in Australia. Based on their study, online grammar checkers promote self-efficacy 

   and independence.

Figueredo, L., & Varnhagen, C. K. (2006). Spelling and grammar checkers: Are they intrusive? 

British Journal of Educational Technology, 37(5), 721–732.

https://doi.org/10.1111/j.1467-8535.2006.00562.x.

– Varnhagen concludes that online grammar checkers do not negatively impact a writer’s

   revision process. More experienced writers, such as graduate students, use online

   grammar checkers to check for surface revisions.

Jayavalan, K., & Razali, A. B. (2018). Effectiveness of Online Grammar Checker to Improve 

Secondary Students’ English Narrative Essay Writing. International Research Journal of

Education and Sciences (IRJES), 2(1).

-Jayavalan and Razali show how Maylasian students who used Grammarly scored higher in the narrative writing tasks by using Grammarly.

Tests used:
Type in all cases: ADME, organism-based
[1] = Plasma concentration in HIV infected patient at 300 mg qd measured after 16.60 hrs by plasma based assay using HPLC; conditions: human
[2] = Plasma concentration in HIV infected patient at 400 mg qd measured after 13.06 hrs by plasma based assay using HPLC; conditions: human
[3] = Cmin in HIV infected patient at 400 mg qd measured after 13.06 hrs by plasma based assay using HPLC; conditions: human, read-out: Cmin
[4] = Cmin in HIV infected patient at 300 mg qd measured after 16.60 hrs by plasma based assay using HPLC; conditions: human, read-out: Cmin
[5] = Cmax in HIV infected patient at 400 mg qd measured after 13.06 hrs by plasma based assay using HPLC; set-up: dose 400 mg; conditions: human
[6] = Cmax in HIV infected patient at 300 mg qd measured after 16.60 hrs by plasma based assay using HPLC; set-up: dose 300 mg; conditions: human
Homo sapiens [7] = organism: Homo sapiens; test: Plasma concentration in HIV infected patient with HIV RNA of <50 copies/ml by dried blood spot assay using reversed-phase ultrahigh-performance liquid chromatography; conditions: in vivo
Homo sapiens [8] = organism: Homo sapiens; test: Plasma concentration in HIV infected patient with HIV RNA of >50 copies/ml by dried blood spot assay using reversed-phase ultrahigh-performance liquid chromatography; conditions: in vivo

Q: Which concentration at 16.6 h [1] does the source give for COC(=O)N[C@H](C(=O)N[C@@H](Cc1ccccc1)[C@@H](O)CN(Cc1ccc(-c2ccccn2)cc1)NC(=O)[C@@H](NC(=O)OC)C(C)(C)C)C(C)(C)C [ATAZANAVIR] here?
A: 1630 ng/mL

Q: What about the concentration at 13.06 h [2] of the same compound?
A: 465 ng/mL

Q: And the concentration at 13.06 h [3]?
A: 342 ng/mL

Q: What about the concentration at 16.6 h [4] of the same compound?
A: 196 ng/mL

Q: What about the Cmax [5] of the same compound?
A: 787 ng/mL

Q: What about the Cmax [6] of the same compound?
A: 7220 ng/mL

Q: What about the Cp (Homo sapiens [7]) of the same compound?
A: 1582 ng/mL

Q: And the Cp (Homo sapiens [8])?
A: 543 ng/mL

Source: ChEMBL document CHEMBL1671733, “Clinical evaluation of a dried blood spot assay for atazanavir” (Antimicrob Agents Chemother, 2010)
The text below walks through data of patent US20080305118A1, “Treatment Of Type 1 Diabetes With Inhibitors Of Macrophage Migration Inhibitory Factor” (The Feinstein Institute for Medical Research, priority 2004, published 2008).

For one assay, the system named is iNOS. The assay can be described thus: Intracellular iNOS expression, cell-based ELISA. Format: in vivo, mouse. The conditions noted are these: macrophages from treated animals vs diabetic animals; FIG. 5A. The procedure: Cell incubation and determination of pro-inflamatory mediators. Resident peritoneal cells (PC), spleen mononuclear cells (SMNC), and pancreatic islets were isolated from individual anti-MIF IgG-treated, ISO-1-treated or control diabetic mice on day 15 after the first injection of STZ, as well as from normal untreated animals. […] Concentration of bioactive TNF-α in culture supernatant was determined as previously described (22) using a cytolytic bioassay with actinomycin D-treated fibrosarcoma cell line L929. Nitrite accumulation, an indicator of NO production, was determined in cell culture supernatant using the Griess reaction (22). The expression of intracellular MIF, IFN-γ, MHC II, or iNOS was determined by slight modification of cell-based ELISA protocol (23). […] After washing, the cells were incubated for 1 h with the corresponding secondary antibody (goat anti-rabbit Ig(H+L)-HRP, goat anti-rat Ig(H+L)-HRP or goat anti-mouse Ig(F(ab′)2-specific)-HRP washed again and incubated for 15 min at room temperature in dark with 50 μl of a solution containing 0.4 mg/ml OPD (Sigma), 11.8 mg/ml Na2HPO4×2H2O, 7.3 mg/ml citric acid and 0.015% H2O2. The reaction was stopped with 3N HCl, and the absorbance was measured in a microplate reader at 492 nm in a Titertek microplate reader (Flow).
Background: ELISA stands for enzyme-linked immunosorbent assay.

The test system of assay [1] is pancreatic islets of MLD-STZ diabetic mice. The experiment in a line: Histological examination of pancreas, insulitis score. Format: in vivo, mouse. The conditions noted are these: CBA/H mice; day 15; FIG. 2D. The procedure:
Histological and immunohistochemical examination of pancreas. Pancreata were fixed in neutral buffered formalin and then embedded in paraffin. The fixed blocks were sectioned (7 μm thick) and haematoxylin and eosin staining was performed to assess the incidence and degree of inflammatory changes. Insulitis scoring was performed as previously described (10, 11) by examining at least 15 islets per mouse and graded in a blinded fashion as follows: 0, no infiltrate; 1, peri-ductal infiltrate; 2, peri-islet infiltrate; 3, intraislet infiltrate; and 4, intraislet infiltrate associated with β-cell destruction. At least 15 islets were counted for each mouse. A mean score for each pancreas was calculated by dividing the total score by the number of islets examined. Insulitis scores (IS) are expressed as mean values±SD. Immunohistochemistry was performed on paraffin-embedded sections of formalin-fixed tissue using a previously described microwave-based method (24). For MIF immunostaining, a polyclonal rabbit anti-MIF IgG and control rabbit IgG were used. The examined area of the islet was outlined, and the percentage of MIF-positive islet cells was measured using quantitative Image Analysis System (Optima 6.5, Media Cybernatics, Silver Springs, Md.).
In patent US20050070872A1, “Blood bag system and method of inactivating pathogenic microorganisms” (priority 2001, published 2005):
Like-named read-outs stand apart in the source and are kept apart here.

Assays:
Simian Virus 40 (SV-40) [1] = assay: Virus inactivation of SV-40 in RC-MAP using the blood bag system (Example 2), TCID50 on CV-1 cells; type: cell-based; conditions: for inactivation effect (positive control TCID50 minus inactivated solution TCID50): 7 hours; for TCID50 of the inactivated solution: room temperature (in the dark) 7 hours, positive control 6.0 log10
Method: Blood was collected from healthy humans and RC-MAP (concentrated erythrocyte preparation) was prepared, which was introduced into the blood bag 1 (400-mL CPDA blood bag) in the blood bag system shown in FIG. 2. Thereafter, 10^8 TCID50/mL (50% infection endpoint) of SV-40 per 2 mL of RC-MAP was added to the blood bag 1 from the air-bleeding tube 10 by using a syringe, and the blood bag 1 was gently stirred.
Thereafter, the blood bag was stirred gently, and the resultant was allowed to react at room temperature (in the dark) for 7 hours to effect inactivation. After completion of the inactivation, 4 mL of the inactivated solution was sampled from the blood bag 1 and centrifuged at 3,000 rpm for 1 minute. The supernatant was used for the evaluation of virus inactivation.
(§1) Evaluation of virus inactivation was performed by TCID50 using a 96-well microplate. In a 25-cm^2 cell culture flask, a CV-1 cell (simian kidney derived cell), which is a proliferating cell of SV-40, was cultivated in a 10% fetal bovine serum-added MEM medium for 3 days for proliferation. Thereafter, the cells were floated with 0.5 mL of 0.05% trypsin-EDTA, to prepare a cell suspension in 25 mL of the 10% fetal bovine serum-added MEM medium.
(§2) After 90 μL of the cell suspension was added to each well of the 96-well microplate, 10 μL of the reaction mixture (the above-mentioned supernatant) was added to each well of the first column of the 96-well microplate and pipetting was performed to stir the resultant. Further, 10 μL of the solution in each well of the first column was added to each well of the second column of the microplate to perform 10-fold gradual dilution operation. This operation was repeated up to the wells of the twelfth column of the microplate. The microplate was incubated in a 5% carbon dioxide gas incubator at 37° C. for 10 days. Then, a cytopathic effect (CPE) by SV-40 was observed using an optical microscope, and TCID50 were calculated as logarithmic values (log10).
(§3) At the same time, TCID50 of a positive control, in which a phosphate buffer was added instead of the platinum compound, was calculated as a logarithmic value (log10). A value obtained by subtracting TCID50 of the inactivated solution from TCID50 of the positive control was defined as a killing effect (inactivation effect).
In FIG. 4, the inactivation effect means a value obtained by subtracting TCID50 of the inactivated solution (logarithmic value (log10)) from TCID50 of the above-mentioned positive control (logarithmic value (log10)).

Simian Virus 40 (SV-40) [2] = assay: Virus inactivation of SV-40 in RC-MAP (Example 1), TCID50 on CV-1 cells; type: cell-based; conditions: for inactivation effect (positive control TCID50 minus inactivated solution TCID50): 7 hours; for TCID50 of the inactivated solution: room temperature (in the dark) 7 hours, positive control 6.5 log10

McAlexander, P. J. (2000). CHECKING THE GRAMMAR CHECKER: INTEGRATING 

GRAMMAR INSTRUCTION WITH WRITING. Journal of Basic Writing, 19(2), 

124–140. JSTOR.

-McAlexander describes online grammar checkers as “pattern detectors” that can detect

  formulaic patterns of errors but not error relating to content and meaning such as comma

  rules, dangling and misplaced modifiers, and pronoun agreement errors.

McCracken, H., & McCracken, H. (2019, April 1). On its 10th anniversary, Grammarly looks 

way beyond grammar. Fast Company.

https://www.fastcompany.com/90327157/on-its-10th-anniversary-grammarly-looks-way-beyond-grammar

  • McCracken provides background on the founders of Grammarly, Max Lytvyn and Alex Shevchenko, who want people to write well. The writer Harry McKraken who writes for a living uses Grammarly to help him find errors.